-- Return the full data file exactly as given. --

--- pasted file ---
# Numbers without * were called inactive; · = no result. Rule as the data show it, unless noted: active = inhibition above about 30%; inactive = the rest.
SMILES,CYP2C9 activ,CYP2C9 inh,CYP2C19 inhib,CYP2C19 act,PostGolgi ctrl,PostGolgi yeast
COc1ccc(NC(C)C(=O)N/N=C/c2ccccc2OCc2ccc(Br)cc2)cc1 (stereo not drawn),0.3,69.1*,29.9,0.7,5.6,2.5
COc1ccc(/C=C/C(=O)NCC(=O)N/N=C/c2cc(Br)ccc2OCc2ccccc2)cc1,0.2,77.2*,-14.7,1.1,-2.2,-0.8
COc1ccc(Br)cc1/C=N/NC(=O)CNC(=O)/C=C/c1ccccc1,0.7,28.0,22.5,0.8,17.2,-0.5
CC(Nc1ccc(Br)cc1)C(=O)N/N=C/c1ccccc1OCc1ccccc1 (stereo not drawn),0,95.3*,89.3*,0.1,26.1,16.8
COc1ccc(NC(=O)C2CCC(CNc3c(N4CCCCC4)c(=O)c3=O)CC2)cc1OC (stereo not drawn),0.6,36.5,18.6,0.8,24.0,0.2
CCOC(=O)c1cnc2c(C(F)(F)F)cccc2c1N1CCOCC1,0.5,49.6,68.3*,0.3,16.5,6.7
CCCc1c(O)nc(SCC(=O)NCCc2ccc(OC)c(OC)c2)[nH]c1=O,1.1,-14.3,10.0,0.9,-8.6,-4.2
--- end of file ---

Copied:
# Numbers without * were called inactive; · = no result. Rule as the data show it, unless noted: active = inhibition above about 30%; inactive = the rest.
SMILES,CYP2C9 activ,CYP2C9 inh,CYP2C19 inhib,CYP2C19 act,PostGolgi ctrl,PostGolgi yeast
COc1ccc(NC(C)C(=O)N/N=C/c2ccccc2OCc2ccc(Br)cc2)cc1 (stereo not drawn),0.3,69.1*,29.9,0.7,5.6,2.5
COc1ccc(/C=C/C(=O)NCC(=O)N/N=C/c2cc(Br)ccc2OCc2ccccc2)cc1,0.2,77.2*,-14.7,1.1,-2.2,-0.8
COc1ccc(Br)cc1/C=N/NC(=O)CNC(=O)/C=C/c1ccccc1,0.7,28.0,22.5,0.8,17.2,-0.5
CC(Nc1ccc(Br)cc1)C(=O)N/N=C/c1ccccc1OCc1ccccc1 (stereo not drawn),0,95.3*,89.3*,0.1,26.1,16.8
COc1ccc(NC(=O)C2CCC(CNc3c(N4CCCCC4)c(=O)c3=O)CC2)cc1OC (stereo not drawn),0.6,36.5,18.6,0.8,24.0,0.2
CCOC(=O)c1cnc2c(C(F)(F)F)cccc2c1N1CCOCC1,0.5,49.6,68.3*,0.3,16.5,6.7
CCCc1c(O)nc(SCC(=O)NCCc2ccc(OC)c(OC)c2)[nH]c1=O,1.1,-14.3,10.0,0.9,-8.6,-4.2